Today, with the possible exception of the Smart Campaign and the SPTF, these organizations are facing existential challenges. To the extent that Smart and SPTF rely on MIX and the raters, either their ongoing viability is also at stake or they will have to construct alternative pathways that avoid such reliance. In general, all these organizations struggle for revenue and funding. As a result, they operate below capacity and below the level that would allow them to offer truly robust and valuable services that keep pace with technology and industry developments. With scarce funding, they also face challenges in retaining the talented staff they – and the industry – need.
Initial funding for many of these activities came from the public sector donors and development banks who saw the need to jump-start for tiny microfinance the same kinds of standard-setting and information provision services that keep the larger financial system going. The idea was that the funding would transition to the private sector, such that start-up subsidies would gradually end. While a handful of private foundations have stepped in (such as the MasterCard and Ford Foundations), the investors in microfinance have not contributed as paying users of the information in the way that was initially envisioned. Neither have microfinance institutions themselves been willing to foot enough of the bill. At some point a negative spiral could kick in: lack of revenue keeps service quality low, which reduces use, which reduces revenue. These organizations also have a need to coordinate to make their standards and services more seamless for the MFIs who supply the data, but the need for organizational survival can get in the way.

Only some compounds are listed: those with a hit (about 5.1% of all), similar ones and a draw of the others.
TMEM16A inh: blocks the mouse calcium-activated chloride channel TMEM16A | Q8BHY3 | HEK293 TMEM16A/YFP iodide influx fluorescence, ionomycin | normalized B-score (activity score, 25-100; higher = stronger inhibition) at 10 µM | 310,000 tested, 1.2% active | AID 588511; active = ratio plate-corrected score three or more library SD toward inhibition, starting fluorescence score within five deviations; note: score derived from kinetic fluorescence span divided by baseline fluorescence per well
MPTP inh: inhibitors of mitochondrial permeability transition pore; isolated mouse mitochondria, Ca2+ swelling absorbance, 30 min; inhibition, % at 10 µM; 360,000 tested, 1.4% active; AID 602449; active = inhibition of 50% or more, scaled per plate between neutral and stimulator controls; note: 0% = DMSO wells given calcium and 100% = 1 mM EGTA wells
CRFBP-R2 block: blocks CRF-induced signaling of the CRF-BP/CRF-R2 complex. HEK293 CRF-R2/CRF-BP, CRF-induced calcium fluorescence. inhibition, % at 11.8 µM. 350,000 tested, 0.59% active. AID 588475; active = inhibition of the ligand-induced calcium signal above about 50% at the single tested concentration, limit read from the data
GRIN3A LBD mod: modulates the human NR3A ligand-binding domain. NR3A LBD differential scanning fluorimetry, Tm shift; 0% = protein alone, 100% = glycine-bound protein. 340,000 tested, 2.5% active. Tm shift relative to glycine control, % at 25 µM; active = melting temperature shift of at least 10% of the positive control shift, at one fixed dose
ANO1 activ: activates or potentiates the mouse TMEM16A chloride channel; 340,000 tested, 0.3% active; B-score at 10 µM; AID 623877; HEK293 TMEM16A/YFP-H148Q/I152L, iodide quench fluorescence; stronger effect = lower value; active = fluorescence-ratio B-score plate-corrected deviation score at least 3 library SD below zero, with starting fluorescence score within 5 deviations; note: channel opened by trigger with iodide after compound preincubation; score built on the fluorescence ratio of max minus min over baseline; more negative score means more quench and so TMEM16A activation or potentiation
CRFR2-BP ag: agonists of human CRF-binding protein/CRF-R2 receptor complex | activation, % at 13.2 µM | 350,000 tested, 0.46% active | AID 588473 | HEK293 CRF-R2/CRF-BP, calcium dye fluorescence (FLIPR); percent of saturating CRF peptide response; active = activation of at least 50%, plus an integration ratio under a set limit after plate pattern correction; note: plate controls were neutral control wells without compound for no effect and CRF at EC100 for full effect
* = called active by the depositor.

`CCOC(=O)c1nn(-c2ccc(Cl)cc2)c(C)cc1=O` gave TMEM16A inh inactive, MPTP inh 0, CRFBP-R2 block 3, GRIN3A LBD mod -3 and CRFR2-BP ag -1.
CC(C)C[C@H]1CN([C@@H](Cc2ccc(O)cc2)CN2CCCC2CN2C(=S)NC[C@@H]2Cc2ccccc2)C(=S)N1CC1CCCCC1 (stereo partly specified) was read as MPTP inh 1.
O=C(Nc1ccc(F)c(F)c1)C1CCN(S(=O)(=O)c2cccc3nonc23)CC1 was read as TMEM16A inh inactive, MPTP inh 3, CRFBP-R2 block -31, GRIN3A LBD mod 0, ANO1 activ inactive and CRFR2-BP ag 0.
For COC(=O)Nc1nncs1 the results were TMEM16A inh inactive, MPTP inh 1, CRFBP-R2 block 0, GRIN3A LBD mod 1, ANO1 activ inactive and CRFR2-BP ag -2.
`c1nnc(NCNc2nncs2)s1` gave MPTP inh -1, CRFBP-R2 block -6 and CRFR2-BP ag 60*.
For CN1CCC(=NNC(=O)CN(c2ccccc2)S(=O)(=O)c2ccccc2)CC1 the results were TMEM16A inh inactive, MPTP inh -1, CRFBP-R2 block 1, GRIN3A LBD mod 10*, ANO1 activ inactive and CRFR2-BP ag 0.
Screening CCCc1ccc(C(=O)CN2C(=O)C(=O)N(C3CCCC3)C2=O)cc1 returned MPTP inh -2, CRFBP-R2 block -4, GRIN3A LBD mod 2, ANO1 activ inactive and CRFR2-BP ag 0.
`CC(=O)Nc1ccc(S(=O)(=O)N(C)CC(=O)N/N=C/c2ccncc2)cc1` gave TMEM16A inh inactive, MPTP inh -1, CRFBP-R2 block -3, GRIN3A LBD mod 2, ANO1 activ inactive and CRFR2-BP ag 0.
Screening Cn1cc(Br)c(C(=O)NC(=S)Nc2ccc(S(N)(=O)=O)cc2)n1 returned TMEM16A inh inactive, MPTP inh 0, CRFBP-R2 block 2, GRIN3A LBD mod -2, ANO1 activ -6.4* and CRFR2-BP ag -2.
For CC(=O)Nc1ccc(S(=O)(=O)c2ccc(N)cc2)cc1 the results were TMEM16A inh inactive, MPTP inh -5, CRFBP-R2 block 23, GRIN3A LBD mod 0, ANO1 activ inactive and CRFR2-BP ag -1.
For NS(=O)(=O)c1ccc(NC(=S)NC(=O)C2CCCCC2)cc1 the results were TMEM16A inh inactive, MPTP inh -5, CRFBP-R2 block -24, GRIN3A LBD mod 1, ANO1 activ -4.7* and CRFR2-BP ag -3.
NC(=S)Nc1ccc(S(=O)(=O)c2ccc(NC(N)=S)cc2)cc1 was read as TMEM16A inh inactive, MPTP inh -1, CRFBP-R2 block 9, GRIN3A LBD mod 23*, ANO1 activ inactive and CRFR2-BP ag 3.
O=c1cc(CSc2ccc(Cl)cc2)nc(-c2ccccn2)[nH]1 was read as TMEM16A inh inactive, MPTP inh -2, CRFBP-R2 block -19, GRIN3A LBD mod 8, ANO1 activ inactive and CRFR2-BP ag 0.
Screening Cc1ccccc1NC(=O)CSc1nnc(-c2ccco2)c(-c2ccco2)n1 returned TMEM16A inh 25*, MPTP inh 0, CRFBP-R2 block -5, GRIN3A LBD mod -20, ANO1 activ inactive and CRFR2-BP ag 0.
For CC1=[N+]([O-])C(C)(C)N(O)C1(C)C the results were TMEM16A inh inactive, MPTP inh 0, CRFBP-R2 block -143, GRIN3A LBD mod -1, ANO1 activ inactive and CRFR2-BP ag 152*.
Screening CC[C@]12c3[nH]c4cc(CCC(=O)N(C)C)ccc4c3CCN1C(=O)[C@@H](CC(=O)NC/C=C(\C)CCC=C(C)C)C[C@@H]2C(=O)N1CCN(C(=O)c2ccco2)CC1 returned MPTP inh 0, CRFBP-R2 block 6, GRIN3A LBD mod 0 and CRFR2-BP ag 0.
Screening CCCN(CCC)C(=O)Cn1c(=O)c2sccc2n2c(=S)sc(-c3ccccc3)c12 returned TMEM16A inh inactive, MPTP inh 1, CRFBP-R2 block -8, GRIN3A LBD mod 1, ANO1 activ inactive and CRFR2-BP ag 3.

Some may argue that these functions belong at the national level, among the regulators and industry associations that operate there, and there is a strong element of truth in that. However, the pace is very slow and uneven. Moreover, even as local solutions grow and become more relevant, a need will continue for global microfinance infrastructure, tools, and standards. Why? Because international investors are putting money into microfinance at an unflagging rate; because global bodies are important for keeping standards high everywhere and pointing the way for national initiatives. Finally, these bodies are important because they shape a global identity for microfinance which is essential for preserving the social character of the industry that enables it to play a unique role in the global financial system.
What is to be done?
The infrastructure organizations and their key supporters, together with MFIs, networks and investors, must be willing to take a fresh look at these needs and search without preconceptions for the most economical and efficient ways for information to flow, for standards to develop, for viable business models to emerge for data collection, on-site evaluations and other core functions. Participants in such a dialogue will need to be open to the possibility that the organizational structures that exist today may have to evolve. These conversations need to begin now.
And those conversations will have to address revenues. Everyone in the industry – public and private sector donors, investors, networks and MFIs – must step up to pay for the infrastructure of microfinance, whether as donors or as users. Everyone benefits from “core facilities” such as these. They are part of the commons, and no one should be a free rider. The cost is not enormous. The combined annual revenue stream these organizations need to be financially secure would be a tiny fraction of the total assets of the microfinance industry. Meeting those needs is a do-able challenge in an industry with billions in total assets and a critical role to play in broad-based economic growth and poverty reduction.